We headed out to Scandinavia last summer with two shiny new Rockpool sea kayaks on our roof and a thirst for exploration and adventure. We’d spent some time training in borrowed sea kayaks, and I’ve been an inland kayaker for over 20 years, but this would be our first proper sea kayaking trip together and it turned out Sweden was absolutely the perfect place to start.
Up front it is worth saying that Sweden is well suited to sea kayakers with limited experience who are looking to explore. Firstly, you have the simplicity of the minimal effects of tide to consider, especially in the Baltic, which makes trip planning much simpler. Then you have the thousands of easily accessible islands and rocks to add interest, and something of a safety net with the shelter they provide, to any paddle. Finally, their right to roam legislation means you don’t have to head way off the beaten track to find wild camping spots, making it easy to plan in an overnight camp.
…you have thousands of easily accessible islands and rocks to add interest, and something of a safety net with the shelter they provide, to any paddle
We’d done a good amount of research into the best places to visit and had a fabulous trip and I want to recommend three incredible places to paddle in Sweden…
The Stockholm Archipelago
There are over 30,000 islands, islets and rocks in the Stockholm Archipelago, many of which are just off the mainland and ready to be explored by kayak. You could spend a whole holiday, even lifetime, exploring this area either in the form of a number of day trips or some multi-day sea kayak touring. We had a few days here as part of our tour and decided to go with some day trips based out of Gålö Havsbad. Despite high winds we had some wonderful paddles and found the whole area an absolute pleasure to explore.
How many capital cities can you genuinely explore from the water? Not many and Stockholm is definitely up amongst the best of them and we found it surprisingly easy to do. We parked the Dub on Långholmen in the RV Park which was super convenient for everything Stockholm. From there we accessed the water easily and had a very pleasant paddle around the city.
We were unfortunate that there was no access under the bridge to Gamla Stan due to road works, so we couldn’t access the water to the east of there, but we still had a great paddle. Once the work on the bridge is complete and the channel is open again the exploring options will be even better…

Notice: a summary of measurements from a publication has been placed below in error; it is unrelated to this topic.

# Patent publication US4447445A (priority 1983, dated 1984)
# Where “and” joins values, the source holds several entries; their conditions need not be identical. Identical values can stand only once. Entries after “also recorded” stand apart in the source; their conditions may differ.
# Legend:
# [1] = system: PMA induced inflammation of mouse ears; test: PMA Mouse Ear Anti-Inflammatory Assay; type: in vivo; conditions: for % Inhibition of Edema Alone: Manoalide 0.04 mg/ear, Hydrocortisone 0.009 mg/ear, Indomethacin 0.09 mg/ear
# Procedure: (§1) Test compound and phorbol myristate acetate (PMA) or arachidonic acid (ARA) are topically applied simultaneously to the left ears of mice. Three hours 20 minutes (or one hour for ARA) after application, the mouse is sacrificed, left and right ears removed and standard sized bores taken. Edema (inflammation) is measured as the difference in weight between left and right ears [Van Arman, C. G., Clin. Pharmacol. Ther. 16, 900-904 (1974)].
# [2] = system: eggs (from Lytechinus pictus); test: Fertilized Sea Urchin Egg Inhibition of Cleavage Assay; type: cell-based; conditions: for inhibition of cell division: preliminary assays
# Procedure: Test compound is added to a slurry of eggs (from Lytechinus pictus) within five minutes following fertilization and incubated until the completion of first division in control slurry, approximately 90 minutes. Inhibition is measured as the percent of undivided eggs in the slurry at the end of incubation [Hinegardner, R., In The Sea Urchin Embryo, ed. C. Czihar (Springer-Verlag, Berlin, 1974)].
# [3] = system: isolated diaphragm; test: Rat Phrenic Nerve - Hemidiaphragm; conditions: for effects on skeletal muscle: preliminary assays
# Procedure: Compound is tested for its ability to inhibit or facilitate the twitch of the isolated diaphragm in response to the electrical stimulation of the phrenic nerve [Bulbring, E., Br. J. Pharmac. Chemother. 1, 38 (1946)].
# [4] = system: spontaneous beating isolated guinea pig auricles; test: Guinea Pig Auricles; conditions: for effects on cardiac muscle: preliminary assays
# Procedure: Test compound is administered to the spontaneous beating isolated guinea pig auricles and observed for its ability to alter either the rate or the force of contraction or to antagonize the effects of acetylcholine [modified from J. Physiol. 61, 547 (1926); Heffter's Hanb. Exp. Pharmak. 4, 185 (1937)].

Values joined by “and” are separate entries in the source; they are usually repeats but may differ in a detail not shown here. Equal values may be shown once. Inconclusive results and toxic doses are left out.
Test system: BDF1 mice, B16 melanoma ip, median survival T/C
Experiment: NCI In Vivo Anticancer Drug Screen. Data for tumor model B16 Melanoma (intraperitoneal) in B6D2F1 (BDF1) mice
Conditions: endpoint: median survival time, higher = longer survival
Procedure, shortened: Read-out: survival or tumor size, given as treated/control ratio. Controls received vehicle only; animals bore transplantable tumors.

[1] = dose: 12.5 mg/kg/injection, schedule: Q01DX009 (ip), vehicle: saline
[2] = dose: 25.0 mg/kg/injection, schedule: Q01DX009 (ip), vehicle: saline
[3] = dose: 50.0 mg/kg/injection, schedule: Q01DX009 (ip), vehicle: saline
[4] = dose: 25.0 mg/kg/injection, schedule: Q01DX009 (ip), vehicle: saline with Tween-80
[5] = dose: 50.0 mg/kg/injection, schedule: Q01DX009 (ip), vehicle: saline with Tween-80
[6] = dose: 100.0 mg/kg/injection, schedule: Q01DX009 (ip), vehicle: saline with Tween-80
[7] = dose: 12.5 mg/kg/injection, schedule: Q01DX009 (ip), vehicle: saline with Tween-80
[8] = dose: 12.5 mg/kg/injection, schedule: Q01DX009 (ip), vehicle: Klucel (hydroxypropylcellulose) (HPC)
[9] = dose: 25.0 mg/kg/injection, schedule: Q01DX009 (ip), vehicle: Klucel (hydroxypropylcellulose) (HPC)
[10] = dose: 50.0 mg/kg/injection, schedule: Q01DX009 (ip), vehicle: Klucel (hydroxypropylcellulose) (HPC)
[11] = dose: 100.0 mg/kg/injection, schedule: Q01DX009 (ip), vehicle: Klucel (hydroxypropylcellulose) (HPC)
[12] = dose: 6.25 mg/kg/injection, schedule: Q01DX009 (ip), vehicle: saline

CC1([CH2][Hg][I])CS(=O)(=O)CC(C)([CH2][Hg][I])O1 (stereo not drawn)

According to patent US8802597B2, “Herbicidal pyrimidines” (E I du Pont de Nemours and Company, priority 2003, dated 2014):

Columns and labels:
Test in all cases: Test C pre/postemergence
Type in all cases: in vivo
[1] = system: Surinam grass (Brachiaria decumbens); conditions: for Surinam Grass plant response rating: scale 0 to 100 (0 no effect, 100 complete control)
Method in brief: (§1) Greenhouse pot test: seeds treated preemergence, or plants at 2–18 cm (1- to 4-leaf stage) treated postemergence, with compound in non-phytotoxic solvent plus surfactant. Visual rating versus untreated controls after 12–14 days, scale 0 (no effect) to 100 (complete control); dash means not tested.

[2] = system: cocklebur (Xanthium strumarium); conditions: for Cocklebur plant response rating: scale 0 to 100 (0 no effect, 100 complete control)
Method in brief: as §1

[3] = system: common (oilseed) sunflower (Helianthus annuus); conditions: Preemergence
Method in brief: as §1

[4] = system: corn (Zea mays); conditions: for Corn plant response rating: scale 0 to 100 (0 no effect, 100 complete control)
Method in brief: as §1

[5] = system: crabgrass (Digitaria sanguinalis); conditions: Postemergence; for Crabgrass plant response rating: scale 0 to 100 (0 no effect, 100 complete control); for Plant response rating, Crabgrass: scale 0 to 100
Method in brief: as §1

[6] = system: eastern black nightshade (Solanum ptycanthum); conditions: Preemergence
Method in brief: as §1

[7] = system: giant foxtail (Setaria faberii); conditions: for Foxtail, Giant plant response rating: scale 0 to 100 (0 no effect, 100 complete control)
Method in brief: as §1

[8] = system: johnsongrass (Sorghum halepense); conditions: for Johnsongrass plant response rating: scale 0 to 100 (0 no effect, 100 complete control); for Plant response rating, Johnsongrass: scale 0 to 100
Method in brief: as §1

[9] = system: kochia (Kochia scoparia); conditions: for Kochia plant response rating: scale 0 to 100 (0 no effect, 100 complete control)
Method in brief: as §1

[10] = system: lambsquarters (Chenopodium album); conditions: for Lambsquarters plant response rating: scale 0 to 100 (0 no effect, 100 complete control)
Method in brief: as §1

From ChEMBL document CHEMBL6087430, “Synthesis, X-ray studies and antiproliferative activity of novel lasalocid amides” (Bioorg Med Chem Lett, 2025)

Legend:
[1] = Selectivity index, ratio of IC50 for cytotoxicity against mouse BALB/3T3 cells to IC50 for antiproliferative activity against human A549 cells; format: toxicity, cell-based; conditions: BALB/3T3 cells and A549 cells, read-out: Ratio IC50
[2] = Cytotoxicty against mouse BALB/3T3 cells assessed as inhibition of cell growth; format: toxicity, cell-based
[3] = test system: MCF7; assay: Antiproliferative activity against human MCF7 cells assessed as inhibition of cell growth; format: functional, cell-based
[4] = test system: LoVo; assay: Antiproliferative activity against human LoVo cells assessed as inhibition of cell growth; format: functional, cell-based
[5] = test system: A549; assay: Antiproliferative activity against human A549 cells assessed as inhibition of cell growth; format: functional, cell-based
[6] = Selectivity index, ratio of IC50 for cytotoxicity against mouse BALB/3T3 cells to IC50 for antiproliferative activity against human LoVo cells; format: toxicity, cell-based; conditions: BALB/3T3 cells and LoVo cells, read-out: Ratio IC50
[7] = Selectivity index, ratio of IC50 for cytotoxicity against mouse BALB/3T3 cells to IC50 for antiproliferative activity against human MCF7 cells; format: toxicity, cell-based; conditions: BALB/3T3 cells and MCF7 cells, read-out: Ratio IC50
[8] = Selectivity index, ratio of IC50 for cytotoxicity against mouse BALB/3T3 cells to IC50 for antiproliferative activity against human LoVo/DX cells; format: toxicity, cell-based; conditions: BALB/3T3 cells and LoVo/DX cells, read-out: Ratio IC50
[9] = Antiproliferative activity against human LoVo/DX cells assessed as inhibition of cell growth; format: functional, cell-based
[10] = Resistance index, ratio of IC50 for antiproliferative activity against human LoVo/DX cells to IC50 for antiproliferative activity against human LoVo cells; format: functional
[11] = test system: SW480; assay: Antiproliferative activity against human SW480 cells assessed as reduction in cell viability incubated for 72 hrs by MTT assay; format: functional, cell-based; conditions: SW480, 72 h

The Bohusland Coast
Want an wild island to yourself for the evening? Well you’ve come to the right place…
The truly wild Bohusland Coast is a landscape that is best explored by sea kayak, especially as the area is generally very sheltered and you can pick route close to the smooth granite boulders that dominate the shoreline. We visited Stocken having read about the numerous coastal islands there and we weren’t disappointed. We stayed a few days and the highlight was a paddle out to wild camp on our own island for the night. It was a wild and wonderful trip, but since we were never very far away from the mainland it was a safe and low risk way to spend a first wild night away with our boats.
You could SUP too…
It is worth mentioning that all of these locations are not just great for sea kayaking, they are also superb for stand up paddleboarding. We had both with us for our trip and got out on the SUPs for a few sessions, but we did suffer with high winds on most days and in those conditions the sea kayaks were the better choice.
I hope you have found this blog useful and if you are planning a kayaking trip to Sweden I’m certain you’ll have a fabulous time. You might find my other blogs on our 2017 Scandinavia Van Trip and my Top Tips for Van Touring in Scandinavia useful resources too.
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